Wednesday, 15 August 2018
Questions without Notice
My question is to Senator Fifield, representing the Minister for Immigration and Border Protection. I refer to the Queensland coroner's report of two weeks ago on the preventable death of Iranian asylum seeker Hamid Khazaei, who fell gravely ill while in detention on Manus Island. The coroner recommended a new process for medical transfers, including allowing local doctors to approve emergency transfers without needing to wait for Canberra's rubber stamp. He also recommended audits of offshore detention centres and that they be brought up to the standard of Australian detention centres. Will the government enact these recommendations?
I thank Senator Griff for the question. I express our condolences to the family of Mr Hamid Khazaei. The government is currently considering the coroner's findings and recommendations. The government has already taken action to improve the capacity of health services in regional processing countries, including through the upgrade of facilities at the East Lorengau Refugee Transit Centre.
Senator McKim interjecting—
Minister, I would appreciate it if you would take on notice that last question as well. The coroner said that the care Mr Khazaei received at the Pacific International Hospital was inadequate and clinicians 'did not have the necessary clinical skills to deal with his presentation'. Given that PIH is now being contracted to deliver health services on Manus, does the government hold concerns about the standard of care it can deliver?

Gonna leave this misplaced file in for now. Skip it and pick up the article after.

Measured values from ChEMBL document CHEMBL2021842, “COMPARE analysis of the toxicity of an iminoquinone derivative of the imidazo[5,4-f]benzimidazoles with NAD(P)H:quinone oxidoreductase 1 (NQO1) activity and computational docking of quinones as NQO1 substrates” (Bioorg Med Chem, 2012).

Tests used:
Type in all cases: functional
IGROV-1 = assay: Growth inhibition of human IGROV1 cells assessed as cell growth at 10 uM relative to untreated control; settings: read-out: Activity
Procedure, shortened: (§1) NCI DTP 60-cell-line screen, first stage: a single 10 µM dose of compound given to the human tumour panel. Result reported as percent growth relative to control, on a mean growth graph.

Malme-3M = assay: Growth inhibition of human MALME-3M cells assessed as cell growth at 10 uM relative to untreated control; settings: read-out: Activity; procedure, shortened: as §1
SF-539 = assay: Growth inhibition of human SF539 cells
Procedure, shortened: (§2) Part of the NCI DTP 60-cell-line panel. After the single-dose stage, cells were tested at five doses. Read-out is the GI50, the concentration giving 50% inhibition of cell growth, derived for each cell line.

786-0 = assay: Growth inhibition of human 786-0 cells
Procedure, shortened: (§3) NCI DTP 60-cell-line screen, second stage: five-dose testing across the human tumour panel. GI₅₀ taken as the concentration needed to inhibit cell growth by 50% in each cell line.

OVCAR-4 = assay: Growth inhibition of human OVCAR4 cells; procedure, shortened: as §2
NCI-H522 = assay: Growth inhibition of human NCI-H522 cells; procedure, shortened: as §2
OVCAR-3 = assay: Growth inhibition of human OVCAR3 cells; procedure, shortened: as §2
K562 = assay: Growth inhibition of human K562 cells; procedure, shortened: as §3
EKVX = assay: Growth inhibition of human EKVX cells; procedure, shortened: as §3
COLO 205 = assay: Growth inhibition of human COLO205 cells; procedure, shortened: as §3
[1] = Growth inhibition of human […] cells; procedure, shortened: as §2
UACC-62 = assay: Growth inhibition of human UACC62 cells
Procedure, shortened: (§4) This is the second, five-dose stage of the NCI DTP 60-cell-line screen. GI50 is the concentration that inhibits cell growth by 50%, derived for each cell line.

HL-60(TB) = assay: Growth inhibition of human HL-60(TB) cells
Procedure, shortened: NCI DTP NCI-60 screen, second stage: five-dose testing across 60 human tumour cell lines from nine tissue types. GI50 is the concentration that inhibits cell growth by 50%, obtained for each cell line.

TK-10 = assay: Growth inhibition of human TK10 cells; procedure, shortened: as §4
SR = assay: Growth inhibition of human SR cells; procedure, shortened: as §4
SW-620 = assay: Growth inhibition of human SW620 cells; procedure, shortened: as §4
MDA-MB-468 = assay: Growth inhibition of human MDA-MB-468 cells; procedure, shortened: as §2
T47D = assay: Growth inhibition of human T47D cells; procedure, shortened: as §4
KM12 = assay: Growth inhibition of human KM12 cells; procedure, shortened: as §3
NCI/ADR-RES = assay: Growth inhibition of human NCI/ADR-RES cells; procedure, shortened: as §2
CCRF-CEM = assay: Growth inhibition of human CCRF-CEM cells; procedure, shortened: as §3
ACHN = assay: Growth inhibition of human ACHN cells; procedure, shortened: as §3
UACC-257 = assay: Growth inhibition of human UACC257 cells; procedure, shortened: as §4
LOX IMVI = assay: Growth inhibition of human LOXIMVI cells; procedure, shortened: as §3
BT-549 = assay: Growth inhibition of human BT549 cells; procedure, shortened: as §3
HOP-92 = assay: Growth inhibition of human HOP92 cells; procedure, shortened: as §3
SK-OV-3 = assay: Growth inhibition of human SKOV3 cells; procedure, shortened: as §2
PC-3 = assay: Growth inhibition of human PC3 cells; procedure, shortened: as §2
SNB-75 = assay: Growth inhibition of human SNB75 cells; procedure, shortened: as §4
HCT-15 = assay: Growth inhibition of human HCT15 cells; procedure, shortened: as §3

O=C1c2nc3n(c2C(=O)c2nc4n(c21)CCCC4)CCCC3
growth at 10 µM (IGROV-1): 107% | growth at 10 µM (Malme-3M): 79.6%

I will do as the senator asked in relation to the first supplementary and take the time frame on notice. In terms of the final supplementary from Senator Griff, general practitioner, nursing and mental health clinics are available on Manus. There is also after-hours medical staffing to respond to any medical emergencies. These services are supplemented by visiting health practitioners and telehealth services where required. In addition, transferees on Manus have access to a range of clinical specialties, including emergency medicine, a 24/7 emergency evacuation service, general surgery and blood supply services. In total, since July 2015 the government has spent $291 million on health service contracts on regional processing countries. As I indicated before, I will take on notice your first supplementary.